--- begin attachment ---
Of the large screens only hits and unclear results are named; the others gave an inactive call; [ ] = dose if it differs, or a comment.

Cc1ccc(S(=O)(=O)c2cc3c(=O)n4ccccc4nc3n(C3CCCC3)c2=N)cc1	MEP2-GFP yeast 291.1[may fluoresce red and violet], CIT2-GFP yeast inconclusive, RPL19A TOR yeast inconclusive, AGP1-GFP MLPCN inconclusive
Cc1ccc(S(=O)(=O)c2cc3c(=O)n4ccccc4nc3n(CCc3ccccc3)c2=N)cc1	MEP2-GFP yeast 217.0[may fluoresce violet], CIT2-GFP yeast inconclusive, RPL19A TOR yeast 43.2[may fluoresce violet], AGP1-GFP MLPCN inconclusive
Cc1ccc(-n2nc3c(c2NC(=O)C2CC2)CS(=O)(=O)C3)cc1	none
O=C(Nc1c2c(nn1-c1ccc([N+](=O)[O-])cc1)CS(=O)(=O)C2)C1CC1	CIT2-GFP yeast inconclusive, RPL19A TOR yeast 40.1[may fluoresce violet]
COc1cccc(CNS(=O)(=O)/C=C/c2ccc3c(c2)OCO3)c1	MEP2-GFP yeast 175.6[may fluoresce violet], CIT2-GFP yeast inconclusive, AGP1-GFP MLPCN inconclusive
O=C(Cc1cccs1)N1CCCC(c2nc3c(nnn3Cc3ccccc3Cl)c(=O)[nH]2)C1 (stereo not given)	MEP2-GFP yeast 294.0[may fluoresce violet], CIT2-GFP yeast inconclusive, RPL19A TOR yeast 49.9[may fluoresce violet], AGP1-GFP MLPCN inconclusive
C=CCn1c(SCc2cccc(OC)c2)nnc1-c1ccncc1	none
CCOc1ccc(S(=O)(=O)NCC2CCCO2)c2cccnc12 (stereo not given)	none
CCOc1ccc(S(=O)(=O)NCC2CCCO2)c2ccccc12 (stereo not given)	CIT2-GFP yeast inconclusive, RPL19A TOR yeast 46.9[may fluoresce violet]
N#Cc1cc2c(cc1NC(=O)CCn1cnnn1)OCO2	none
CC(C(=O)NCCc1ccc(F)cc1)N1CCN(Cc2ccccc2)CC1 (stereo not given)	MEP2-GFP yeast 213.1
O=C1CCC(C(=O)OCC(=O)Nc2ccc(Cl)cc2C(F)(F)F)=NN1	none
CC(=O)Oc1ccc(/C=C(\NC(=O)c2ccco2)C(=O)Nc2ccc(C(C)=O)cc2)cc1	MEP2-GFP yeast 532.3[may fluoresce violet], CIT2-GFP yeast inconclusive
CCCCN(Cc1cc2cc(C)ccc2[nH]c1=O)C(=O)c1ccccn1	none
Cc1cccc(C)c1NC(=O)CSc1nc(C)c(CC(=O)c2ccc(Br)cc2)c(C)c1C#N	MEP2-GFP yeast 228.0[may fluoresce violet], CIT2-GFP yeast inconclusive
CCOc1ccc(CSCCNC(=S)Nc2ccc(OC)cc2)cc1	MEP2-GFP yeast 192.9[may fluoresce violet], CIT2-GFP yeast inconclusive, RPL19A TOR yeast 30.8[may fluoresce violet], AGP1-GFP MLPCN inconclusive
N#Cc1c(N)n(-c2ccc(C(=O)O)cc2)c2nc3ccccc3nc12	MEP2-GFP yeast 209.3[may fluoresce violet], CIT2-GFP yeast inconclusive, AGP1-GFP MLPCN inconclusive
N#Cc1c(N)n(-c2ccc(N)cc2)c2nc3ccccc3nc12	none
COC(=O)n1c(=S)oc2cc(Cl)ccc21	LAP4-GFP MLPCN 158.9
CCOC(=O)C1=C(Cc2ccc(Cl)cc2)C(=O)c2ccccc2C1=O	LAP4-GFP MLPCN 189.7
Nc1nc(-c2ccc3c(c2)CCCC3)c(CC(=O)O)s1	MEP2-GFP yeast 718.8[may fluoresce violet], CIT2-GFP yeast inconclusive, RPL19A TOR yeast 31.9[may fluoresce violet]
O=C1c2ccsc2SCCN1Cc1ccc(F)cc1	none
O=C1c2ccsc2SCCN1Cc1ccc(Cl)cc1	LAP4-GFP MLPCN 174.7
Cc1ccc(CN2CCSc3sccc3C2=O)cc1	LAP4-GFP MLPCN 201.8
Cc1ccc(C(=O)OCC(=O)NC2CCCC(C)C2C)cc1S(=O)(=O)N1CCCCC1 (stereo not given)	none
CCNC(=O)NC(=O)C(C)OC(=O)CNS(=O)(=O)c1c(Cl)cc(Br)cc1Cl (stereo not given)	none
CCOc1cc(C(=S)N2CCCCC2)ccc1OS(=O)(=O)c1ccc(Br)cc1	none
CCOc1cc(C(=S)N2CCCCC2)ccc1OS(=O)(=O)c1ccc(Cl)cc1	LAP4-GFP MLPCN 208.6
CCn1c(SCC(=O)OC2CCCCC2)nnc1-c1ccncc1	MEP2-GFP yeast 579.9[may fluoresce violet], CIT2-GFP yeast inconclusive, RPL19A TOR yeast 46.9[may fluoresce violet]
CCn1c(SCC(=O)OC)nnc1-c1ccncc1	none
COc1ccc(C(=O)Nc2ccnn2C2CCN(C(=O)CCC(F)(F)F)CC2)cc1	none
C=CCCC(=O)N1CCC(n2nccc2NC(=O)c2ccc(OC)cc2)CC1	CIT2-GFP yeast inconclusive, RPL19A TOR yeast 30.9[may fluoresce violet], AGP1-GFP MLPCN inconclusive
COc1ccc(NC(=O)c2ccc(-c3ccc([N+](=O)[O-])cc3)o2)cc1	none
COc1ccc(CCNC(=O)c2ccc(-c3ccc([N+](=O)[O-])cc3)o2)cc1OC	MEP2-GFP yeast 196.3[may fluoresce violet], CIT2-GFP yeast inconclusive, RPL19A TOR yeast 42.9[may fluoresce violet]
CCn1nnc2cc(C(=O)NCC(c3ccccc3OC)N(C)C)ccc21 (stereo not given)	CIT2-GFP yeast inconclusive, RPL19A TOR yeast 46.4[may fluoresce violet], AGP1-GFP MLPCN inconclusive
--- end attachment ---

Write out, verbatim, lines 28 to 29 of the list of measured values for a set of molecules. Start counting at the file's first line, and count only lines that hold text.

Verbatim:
CCOc1cc(C(=S)N2CCCCC2)ccc1OS(=O)(=O)c1ccc(Br)cc1	none
CCOc1cc(C(=S)N2CCCCC2)ccc1OS(=O)(=O)c1ccc(Cl)cc1	LAP4-GFP MLPCN 208.6